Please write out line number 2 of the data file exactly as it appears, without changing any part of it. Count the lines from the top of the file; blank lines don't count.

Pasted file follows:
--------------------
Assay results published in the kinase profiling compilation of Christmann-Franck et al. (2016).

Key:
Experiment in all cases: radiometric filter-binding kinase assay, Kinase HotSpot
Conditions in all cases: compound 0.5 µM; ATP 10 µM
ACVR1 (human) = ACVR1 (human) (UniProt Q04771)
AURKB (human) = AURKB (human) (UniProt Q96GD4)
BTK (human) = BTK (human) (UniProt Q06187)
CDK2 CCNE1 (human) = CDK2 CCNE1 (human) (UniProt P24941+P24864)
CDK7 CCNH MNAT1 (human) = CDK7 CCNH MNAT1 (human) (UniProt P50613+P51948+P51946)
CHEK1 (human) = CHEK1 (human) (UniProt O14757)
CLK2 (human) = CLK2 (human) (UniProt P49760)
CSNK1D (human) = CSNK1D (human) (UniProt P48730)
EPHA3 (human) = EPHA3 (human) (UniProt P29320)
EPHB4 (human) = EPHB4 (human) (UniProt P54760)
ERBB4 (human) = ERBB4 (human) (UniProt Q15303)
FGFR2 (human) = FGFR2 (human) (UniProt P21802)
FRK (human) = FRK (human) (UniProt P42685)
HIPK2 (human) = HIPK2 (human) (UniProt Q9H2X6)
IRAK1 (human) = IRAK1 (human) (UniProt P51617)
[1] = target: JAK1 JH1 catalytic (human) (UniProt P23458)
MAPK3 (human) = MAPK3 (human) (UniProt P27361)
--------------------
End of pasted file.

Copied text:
Key: